Google+ Twitter Linkedin

The Consequences of Driving Without a Valid License in Florida

Driving without a Valid Driver's License Florida

Driving without a valid license in the state of Florida is an offense that happens for a variety of reasons, such as neglecting to renew an expired driver's license or a more severe violation such as purposefully operating a vehicle with a license that has been invalidated due to suspension or revocation for a driving under the influence charge. In addition, other offenses such as a failure to pay child support, can also lead to a suspension of a Florida license.

The minimum fine for being caught driving with an invalid license is $63 and it comes with a penalty of two points on your driving record, but in some cases, if you are stopped by a law enforcement officer in Florida, you may be lucky enough to be given a warning and let go without additional charges. There are a number of tests you may have to take in order to be issued a new license, depending on how long your license was expired at the time, including a written test, a vision test, and even another driving test.

The consequences are significantly more severe for being stopped by an officer while driving without a valid license due to suspension or revocation for driving under the influence, with up to 60 days of jail time and a fine of no less than $500. In addition, your suspension period will reset and start over.

For example, if you have completed six months of a one year suspension, those six months would be disregarded. Also it should be noted that if you are required to serve any jail time your new 1-year suspension period will not begin until you have served your jail sentence.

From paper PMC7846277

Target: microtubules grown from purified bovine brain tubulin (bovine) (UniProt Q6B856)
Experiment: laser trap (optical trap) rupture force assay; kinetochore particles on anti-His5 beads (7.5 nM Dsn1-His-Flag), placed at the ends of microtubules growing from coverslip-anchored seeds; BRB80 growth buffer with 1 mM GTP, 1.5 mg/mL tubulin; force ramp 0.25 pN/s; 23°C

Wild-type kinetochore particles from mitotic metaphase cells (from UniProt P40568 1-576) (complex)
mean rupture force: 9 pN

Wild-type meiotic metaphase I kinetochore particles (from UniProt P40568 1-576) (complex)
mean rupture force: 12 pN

Furthermore, being stopped for driving with a license suspended for an offense like driving under the influence can also be penalized by vehicle impoundment. The responsibility of covering the fees and charges involved falls on you.

Your insurance rates can also increase if you are caught driving without a valid license. Insurance providers go over your driver record each year to determine what your premiums will be for the coming year. In most cases, insurance companies will increase your insurance rates due to the increase in points on your driving record, the penalty for driving without a valid license in the state of Florida, instead of just for having an expired license.

If you have a valid license, you can still have your license suspended if you do not pay your insurance premiums in a timely manner. The insurance company will contact the DMV, who will suspend your license for failing to maintain the proper insurance coverage. Once your license has been suspended, the DMV will promptly send you a Notice of Suspension letter. In this situation, maintenance of a 3-year Florida SR22 insurance filing with the DMV will be required of you.

If your license is close to its expiration date, the Florida DMV will mail a driver's license renewal notice to licensed drivers around 45 days before that expiration date. However, under this system, persons who have changed their residence since they last renewed their Florida driver's license may experience issues receiving their driver's license renewal notice at their new address and having the opportunity to renew their license in a timely manner.